EPA New England's Healthy Communities Grant Program is community focused funding that selects projects that will work to strategically address critical environmental and public health issues burdening New England communities. This year entities across New England are receiving a total of $744,000 in Healthy Community Grant funding.

Rhode Island- $191,335 total funding

  • Center of EcoTechnology- $40,000- Sustaining Wasted Food Solutions for Providence County: This project will reduce the quantity of wasted food entering the municipal solid waste stream by working with target entities, including K–12 schools, event venues, healthcare facilities, colleges/universities, hospitality facilities, and food rescue and donation organizations.
  • MEANS Database partnering with Rescuing Leftover Cuisine- $30,000- Rhode Island & Bristol County Food Recovery Extension: This project aims to significantly improve both food sustainability and food equity in the state of Rhode Island and in neighboring Bristol County, MA.
  • Woonasquatucket River Watershed Council- $30,000- Frontline Communities First! Residents Build Climate Resilience in the Woonasquatucket River Watershed: This project builds capacity of resident and student leaders in the impaired and climate vulnerable lower Woonasquatucket River Watershed to develop plans and projects that address the environmental and public health challenges these communities already face; climate change related flooding from both excessive stormwater and sea level rise; poor water and habitat quality; urban heat island; and riverbank erosion and scouring.
  • Environment Council of Rhode Island- $40,000- Rhode Island Schools Recycling Club (RISRC) Get Food Smart, RI; Phase 3: This project will be a catalyst for the behavioral changes that will be required of all RI schools to understand the problems associated with food waste and comply with the new RI school food waste diversion law.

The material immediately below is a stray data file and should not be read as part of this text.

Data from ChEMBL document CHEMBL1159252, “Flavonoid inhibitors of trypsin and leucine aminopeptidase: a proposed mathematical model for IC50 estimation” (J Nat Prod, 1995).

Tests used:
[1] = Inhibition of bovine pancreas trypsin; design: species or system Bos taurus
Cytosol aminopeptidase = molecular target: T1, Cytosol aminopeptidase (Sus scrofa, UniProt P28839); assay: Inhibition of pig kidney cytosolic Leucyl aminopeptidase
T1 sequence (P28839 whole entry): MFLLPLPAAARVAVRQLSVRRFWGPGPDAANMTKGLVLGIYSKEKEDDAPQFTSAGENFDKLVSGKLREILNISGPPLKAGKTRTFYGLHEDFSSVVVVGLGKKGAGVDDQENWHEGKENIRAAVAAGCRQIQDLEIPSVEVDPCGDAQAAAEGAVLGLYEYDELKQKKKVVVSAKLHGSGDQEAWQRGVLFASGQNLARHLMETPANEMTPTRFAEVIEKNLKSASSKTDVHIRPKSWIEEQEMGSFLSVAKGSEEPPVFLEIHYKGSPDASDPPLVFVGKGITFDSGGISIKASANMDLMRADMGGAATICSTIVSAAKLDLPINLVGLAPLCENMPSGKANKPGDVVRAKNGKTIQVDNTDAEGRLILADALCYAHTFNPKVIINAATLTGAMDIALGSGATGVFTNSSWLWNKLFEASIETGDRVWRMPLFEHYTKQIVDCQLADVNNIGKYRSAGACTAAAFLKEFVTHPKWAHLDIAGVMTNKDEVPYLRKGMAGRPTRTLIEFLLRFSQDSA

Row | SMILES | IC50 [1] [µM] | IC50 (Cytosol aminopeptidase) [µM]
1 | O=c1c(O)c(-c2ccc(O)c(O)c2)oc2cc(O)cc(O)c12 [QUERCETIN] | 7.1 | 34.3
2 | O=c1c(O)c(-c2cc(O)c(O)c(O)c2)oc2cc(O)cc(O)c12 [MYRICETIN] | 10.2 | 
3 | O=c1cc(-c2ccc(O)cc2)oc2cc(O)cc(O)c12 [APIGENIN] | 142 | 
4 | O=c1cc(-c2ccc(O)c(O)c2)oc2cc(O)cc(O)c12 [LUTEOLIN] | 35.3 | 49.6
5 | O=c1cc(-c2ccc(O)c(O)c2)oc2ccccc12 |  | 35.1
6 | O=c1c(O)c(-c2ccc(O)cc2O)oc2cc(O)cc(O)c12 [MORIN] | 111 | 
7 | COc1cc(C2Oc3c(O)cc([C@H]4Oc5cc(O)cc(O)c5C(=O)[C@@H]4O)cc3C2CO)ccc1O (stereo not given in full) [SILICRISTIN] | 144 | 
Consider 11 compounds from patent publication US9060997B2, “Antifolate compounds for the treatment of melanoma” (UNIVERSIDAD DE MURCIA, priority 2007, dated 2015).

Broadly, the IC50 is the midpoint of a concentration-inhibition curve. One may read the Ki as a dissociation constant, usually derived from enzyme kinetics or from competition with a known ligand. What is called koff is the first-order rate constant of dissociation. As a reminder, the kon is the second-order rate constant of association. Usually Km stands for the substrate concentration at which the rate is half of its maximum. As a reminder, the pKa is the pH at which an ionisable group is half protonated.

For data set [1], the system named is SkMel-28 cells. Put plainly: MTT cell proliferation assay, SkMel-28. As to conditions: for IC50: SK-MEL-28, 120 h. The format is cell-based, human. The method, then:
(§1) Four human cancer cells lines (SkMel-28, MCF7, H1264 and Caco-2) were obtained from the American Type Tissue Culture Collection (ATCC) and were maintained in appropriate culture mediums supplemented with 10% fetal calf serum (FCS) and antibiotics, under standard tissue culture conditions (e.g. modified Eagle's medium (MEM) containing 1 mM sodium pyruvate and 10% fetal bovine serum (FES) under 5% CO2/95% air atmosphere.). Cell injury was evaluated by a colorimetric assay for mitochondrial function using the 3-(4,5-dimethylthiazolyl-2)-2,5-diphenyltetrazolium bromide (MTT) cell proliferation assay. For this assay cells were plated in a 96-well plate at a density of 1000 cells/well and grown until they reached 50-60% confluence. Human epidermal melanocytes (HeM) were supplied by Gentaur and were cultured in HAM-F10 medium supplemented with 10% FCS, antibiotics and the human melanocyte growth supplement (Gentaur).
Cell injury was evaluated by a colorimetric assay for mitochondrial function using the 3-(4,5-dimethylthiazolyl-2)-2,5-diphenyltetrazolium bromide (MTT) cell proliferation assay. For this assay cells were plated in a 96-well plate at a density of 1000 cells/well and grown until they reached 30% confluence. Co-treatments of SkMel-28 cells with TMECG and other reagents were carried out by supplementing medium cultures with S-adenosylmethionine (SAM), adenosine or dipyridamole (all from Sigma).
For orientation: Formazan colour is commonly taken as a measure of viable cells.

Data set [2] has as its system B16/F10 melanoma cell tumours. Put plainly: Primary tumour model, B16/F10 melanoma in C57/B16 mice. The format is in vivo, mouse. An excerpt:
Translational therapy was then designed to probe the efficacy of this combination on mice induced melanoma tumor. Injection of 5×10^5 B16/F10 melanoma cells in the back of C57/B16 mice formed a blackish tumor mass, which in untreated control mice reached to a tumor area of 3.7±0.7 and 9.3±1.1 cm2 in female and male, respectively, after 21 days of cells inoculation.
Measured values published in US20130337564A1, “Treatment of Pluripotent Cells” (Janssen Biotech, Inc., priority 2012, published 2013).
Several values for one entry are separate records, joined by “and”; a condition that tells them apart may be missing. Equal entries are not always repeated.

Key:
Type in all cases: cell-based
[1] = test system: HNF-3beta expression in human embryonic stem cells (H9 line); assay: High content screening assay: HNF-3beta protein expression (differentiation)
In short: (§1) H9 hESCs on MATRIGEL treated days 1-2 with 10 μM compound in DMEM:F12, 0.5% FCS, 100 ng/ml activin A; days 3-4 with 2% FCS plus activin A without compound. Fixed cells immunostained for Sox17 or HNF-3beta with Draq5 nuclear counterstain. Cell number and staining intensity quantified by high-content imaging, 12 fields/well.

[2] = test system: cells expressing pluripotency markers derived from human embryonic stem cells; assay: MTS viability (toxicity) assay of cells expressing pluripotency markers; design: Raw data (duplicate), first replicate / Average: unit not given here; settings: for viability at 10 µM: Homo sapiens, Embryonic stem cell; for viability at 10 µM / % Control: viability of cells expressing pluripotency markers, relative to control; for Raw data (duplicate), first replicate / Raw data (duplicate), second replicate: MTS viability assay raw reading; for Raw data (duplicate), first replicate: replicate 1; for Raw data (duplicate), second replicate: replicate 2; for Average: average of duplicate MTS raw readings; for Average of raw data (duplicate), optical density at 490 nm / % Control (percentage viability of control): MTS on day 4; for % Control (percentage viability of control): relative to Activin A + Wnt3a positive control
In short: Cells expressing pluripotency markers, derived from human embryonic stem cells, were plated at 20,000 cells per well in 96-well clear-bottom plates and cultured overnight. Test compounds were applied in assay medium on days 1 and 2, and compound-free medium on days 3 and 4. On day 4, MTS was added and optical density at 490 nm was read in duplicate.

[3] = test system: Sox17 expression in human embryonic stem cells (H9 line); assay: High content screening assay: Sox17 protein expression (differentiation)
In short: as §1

• Childhood Lead Action Project (CLAP)- $30,000- Central Falls Lead Safety Project: This project will work to reduce lead poisoning in Central Falls by participating in a multi-stakeholder community outreach, funding, and enforcement strategy that will proactively target a never-before-available citywide list of rental properties lacking lead safety certificates.
  • Refugee Development Center- $21,335- Healthy Homes, Healthy Lives for Refugees: This program, in alignment with the Rhode Island Asthma State Plan 2014-2019, will provide asthma management and prevention interventions that serve communities of color and low-income communities in the core cities of Rhode Island.

Background

The Healthy Communities Grant Program allows EPA New England to work directly with communities to reduce environmental risks, protect and improve human health and improve the quality of life. To qualify as eligible projects under the Healthy Communities Grant Program, proposed projects must: be located in and/or directly benefit one or more of the Target Investment Areas; and identify how the proposed project will achieve measurable environmental and/or public health results in one or more of the Target Program Areas.